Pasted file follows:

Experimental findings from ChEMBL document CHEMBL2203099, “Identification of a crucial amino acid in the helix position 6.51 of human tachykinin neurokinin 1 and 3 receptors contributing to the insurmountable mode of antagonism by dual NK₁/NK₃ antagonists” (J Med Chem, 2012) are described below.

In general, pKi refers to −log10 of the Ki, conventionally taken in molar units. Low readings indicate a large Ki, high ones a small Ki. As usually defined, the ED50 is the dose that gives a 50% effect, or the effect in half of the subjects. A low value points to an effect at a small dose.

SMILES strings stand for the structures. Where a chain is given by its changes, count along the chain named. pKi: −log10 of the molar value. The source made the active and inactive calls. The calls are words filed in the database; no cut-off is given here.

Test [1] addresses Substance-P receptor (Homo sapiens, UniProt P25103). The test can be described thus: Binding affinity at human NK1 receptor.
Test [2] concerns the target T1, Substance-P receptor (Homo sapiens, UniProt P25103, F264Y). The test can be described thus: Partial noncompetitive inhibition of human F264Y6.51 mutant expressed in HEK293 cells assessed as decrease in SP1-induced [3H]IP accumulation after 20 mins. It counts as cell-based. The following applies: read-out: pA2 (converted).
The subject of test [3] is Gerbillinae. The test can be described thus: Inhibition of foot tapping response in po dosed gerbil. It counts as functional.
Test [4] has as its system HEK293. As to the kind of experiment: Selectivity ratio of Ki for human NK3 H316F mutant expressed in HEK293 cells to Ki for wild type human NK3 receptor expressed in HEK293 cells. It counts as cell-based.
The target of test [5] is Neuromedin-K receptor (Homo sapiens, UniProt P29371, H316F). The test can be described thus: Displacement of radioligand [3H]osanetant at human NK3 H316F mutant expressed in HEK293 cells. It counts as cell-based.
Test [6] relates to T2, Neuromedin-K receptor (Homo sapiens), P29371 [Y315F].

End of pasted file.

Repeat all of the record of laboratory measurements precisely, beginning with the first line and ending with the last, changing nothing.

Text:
Experimental findings from ChEMBL document CHEMBL2203099, “Identification of a crucial amino acid in the helix position 6.51 of human tachykinin neurokinin 1 and 3 receptors contributing to the insurmountable mode of antagonism by dual NK₁/NK₃ antagonists” (J Med Chem, 2012) are described below.

In general, pKi refers to −log10 of the Ki, conventionally taken in molar units. Low readings indicate a large Ki, high ones a small Ki. As usually defined, the ED50 is the dose that gives a 50% effect, or the effect in half of the subjects. A low value points to an effect at a small dose.

SMILES strings stand for the structures. Where a chain is given by its changes, count along the chain named. pKi: −log10 of the molar value. The source made the active and inactive calls. The calls are words filed in the database; no cut-off is given here.

Test [1] addresses Substance-P receptor (Homo sapiens, UniProt P25103). The test can be described thus: Binding affinity at human NK1 receptor.
Test [2] concerns the target T1, Substance-P receptor (Homo sapiens, UniProt P25103, F264Y). The test can be described thus: Partial noncompetitive inhibition of human F264Y6.51 mutant expressed in HEK293 cells assessed as decrease in SP1-induced [3H]IP accumulation after 20 mins. It counts as cell-based. The following applies: read-out: pA2 (converted).
The subject of test [3] is Gerbillinae. The test can be described thus: Inhibition of foot tapping response in po dosed gerbil. It counts as functional.
Test [4] has as its system HEK293. As to the kind of experiment: Selectivity ratio of Ki for human NK3 H316F mutant expressed in HEK293 cells to Ki for wild type human NK3 receptor expressed in HEK293 cells. It counts as cell-based.
The target of test [5] is Neuromedin-K receptor (Homo sapiens, UniProt P29371, H316F). The test can be described thus: Displacement of radioligand [3H]osanetant at human NK3 H316F mutant expressed in HEK293 cells. It counts as cell-based.
Test [6] relates to T2, Neuromedin-K receptor (Homo sapiens), P29371 [Y315F].